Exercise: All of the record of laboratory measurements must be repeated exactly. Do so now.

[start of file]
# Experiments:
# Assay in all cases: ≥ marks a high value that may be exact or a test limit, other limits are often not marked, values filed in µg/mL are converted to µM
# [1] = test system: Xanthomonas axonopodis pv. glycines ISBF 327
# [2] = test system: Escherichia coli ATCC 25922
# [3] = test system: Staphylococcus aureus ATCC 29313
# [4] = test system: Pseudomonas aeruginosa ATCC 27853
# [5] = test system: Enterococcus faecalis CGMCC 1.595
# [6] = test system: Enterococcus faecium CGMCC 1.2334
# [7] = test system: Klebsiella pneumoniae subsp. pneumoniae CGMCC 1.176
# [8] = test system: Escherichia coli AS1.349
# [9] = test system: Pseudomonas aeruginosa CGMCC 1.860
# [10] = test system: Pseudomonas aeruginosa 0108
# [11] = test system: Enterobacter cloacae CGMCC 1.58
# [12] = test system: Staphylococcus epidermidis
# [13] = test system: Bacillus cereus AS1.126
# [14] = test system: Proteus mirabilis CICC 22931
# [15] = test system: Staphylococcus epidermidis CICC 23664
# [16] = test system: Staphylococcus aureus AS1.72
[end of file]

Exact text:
# Experiments:
# Assay in all cases: ≥ marks a high value that may be exact or a test limit, other limits are often not marked, values filed in µg/mL are converted to µM
# [1] = test system: Xanthomonas axonopodis pv. glycines ISBF 327
# [2] = test system: Escherichia coli ATCC 25922
# [3] = test system: Staphylococcus aureus ATCC 29313
# [4] = test system: Pseudomonas aeruginosa ATCC 27853
# [5] = test system: Enterococcus faecalis CGMCC 1.595
# [6] = test system: Enterococcus faecium CGMCC 1.2334
# [7] = test system: Klebsiella pneumoniae subsp. pneumoniae CGMCC 1.176
# [8] = test system: Escherichia coli AS1.349
# [9] = test system: Pseudomonas aeruginosa CGMCC 1.860
# [10] = test system: Pseudomonas aeruginosa 0108
# [11] = test system: Enterobacter cloacae CGMCC 1.58
# [12] = test system: Staphylococcus epidermidis
# [13] = test system: Bacillus cereus AS1.126
# [14] = test system: Proteus mirabilis CICC 22931
# [15] = test system: Staphylococcus epidermidis CICC 23664
# [16] = test system: Staphylococcus aureus AS1.72